Les Halles, L’Album du Coeur de Paris, Jacques Prévert (Heinz Moos Verlag, 1963)
Imagine: It’s 4:30 in the morning; trucks are pulling up to unload fresh fruits, vegetables, meat, cheese, flowers, and more. Chefs and wholesalers make deals with a handshake and crates of produce and other food products are loaded into vans and lorries for delivery. While the rest of the world sleeps, the wholesale market is awake and doing business.
Markets where the commerce around food takes place are thousands of years old. Every small town or village had its “market day(s)” when farmers brought their goods to market to sell to shopkeepers, chefs, and consumers. Food sales weren’t broken down into “wholesale” and “retail” categories; food was sold in various quantities for various uses.
Every large city had its central market. One of the most famous is Les Halles in Paris, which was first covered to create shelters for merchants in 1183. Nearly 700 years later (1873), Les Halles was christened the “Belly of Paris” by novelist Émile Zola.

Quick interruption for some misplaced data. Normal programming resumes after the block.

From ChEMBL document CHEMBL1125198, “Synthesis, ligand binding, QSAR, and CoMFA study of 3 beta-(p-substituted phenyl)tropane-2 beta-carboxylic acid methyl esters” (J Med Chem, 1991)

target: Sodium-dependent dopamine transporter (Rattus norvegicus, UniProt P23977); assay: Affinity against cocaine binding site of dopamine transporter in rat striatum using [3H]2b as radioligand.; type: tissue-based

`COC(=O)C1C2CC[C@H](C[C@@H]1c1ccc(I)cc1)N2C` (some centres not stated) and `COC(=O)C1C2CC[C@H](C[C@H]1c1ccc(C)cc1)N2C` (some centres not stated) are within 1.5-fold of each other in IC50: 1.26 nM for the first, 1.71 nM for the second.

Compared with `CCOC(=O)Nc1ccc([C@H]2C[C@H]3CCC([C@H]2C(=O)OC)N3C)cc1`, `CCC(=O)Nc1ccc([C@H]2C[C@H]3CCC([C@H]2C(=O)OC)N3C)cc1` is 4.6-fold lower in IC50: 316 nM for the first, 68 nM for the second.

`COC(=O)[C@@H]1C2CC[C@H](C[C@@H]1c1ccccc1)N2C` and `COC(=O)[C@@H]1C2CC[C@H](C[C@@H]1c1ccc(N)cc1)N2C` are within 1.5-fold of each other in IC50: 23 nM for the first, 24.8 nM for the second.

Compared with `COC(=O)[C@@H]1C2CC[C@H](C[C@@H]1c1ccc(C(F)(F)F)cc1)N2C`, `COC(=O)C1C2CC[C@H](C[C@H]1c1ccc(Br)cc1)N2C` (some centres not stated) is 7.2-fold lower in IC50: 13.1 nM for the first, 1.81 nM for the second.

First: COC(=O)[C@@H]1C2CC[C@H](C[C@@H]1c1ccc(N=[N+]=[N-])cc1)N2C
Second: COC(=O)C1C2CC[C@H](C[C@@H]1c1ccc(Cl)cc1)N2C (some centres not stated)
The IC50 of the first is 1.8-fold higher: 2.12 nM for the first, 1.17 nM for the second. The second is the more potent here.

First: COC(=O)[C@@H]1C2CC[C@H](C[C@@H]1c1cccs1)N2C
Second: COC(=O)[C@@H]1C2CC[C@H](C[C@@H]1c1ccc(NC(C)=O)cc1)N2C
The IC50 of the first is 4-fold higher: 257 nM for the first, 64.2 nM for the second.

And in 1963 and 1964, almost a century after the publication of Zola’s book, your co-publisher Ken Kailing helped unload crates of produce in that same market in exchange for food and an occasional bottle of wine.
Sadly the traditional Les Halles was dismantled in 1971 and moved to the edge of the city, to the Paris suburb of Rungis. In Prévert’s book you will see photos of the market as it looked in the early 1960s.
Copies are available on Abebooks here.